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How a DUI attorney can attack the state’s circumstantial evidence during closing argument
In the trial of a drunk driving case, the prosecutor may want the jurors to convict the defendant on the basis of circumstantial evidence. With circumstantial evidence, the jurors are asked to make an inference from one fact to deduce the existence or nonexistence of another fact. But some jurors have trouble recognizing circumstantial evidence.
During closing argument, the defendant’s DUI attorney can use an anecdote to help the jurors appreciate the problems with circumstantial evidence. The following portion of the defense attorney’s closing argument contains an example anecdote:
“I came home one day in a terrible mood. During dinner my eldest son was particularly obnoxious and talked back more than I could stand. I sent him to bed. Like many 8-year-olds he stomped up the stairs in defiance. I ran over to the stairs to let him know in no uncertain terms that his attitude had best change. I also warned him not to slam his door, as is his usual action.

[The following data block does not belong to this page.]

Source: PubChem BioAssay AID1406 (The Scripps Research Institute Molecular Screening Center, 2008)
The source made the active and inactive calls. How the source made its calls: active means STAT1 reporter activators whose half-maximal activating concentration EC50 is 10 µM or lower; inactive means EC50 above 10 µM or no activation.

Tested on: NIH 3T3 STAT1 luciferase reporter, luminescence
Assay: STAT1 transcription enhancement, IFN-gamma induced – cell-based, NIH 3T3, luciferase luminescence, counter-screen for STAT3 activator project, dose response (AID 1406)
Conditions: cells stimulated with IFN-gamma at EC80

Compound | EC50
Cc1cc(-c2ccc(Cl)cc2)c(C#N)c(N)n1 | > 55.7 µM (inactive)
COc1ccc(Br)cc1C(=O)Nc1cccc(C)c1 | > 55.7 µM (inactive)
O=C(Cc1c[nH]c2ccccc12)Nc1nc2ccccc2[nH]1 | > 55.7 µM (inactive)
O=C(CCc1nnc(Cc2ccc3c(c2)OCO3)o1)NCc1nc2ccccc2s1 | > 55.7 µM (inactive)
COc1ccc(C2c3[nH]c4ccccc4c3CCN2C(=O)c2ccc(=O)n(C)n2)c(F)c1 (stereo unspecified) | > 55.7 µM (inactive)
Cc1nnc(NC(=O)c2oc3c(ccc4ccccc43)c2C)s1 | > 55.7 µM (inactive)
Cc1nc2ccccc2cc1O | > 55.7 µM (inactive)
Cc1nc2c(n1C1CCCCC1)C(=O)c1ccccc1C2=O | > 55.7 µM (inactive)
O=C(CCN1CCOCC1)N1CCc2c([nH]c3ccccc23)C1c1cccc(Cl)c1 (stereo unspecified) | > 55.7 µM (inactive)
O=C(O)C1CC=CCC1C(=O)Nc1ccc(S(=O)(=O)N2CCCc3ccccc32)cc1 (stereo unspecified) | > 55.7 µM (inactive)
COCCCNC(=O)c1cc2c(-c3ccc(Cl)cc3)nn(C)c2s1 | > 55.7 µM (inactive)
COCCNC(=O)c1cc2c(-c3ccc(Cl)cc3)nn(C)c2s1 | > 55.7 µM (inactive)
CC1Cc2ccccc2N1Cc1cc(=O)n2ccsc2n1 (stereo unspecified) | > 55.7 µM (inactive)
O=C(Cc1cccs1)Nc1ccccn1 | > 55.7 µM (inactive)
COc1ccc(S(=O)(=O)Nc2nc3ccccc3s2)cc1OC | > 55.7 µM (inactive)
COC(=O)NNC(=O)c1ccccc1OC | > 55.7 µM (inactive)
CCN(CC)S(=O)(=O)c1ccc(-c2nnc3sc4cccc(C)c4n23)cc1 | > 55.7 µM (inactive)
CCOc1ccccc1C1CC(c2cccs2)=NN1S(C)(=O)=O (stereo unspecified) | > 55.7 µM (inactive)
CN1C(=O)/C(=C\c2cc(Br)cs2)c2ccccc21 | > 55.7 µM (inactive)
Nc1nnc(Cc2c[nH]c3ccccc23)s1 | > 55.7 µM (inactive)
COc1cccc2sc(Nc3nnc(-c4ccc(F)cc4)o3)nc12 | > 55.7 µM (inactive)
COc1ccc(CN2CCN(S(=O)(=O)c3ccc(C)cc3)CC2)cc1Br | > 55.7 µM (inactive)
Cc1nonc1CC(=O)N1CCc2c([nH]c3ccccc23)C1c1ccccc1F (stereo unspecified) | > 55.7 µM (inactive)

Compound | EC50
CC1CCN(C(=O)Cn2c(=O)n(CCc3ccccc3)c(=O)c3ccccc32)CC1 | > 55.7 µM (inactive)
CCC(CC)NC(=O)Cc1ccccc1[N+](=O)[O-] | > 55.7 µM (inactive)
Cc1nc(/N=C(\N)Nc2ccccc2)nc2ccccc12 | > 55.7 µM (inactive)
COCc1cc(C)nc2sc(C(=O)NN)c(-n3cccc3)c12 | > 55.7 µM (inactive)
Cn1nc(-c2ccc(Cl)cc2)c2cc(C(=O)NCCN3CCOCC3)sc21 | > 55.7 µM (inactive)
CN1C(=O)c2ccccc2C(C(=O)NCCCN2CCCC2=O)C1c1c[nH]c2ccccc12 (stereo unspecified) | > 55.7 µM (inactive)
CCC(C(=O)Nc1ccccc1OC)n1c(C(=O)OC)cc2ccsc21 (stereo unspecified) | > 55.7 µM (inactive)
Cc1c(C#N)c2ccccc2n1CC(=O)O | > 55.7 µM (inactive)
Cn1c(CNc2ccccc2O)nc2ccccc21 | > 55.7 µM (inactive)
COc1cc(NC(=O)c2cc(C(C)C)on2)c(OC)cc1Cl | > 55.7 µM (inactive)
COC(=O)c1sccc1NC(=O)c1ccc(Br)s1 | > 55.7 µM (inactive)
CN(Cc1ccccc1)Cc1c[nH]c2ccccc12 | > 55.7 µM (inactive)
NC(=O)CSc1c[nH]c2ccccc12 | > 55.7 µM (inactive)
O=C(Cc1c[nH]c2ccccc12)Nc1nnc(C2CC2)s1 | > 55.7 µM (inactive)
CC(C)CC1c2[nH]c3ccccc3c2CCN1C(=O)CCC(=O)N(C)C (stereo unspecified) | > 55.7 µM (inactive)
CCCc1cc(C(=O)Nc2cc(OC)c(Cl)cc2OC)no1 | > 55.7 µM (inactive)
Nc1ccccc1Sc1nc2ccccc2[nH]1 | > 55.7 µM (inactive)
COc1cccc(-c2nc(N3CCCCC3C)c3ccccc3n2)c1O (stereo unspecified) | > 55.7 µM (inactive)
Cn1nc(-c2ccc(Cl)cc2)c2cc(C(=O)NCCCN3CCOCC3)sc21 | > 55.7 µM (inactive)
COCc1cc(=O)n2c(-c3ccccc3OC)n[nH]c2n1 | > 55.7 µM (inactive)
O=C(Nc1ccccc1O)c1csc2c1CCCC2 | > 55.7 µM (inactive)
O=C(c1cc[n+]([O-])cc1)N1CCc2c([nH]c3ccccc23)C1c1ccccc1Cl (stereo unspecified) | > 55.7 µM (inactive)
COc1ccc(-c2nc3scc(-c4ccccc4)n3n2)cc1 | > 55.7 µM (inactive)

Just as I sat back down—wham—the door was slammed. I bolted out of my chair, stormed upstairs and flung open the door. As I grabbed him screaming at his disrespect, he told me that he did not do it. This obvious falsehood sent me over the edge. I sat down on the desk chair, pulled him on to my lap, and struck a blow across his bottom.
Just then, a breeze went through the room, and wham, the door slammed.
To this day, I do not know if he or the wind slammed the door. All I do know is I can never undo that terrible blow. In this case, the prosecutor is asking you to strike a similar blow on my client, with the same type of evidence.”
The legal issues presented in the trial of a drunk driving case can be complicated. But a smart and experienced DUI attorney can use a simple anecdote to great effect in helping jurors grasp the problems in the prosecutor’s case.